Sustainable Tobacco Curing
After harvesting tobacco, growers "cure" it using air, sun, heat and/or fire. Curing tobacco increases the leaf’s natural flavor and reduces its moisture, allowing it to be stored longer. Around the world, growers use different kinds of energy to cure tobacco. For example:
- In the U.S., propane or natural gas is often used.
- In some countries, like Brazil, growers use wood.
Our tobacco companies support replenishing trees used in the tobacco curing process. Although wood curing is used in only a small amount of the tobacco our companies purchase, we invest in programs to re-populate the trees. For example, in Brazil, Universal Leaf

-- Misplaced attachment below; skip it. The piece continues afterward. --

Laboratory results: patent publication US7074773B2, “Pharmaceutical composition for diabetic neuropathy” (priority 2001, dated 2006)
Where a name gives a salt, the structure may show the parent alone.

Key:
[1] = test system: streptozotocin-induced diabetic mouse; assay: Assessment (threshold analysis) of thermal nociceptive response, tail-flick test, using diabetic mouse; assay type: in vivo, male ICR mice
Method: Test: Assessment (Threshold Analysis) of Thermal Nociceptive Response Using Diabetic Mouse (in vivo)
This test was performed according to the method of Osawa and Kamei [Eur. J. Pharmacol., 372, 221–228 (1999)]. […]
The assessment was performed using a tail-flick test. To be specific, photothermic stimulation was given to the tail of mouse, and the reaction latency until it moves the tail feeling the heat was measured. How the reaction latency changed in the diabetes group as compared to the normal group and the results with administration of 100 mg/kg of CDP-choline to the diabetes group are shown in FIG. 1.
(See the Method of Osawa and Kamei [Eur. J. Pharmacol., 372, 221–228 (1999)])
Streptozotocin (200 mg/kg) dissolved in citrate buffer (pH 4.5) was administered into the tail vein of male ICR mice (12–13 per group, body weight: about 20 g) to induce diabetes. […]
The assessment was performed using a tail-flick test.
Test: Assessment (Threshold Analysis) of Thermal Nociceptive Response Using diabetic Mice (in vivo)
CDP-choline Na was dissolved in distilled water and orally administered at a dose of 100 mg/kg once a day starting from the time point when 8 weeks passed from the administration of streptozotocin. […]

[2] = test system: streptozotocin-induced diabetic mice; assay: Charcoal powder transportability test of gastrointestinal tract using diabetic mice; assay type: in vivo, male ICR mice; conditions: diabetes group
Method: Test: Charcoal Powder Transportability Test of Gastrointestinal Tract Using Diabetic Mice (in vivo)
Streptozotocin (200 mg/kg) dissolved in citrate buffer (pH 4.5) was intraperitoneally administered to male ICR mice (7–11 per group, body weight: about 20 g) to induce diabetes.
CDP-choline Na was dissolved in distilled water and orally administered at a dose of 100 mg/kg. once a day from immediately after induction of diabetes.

, a PM USA tobacco supplier, reported that over the past 12 years, it supplied its contracted growers with millions of eucalyptus seedlings, which is equal to about 88,000 acres of woodlot plantings. These woodlots allow growers to be self-sufficient when they use wood for curing tobacco and building barns.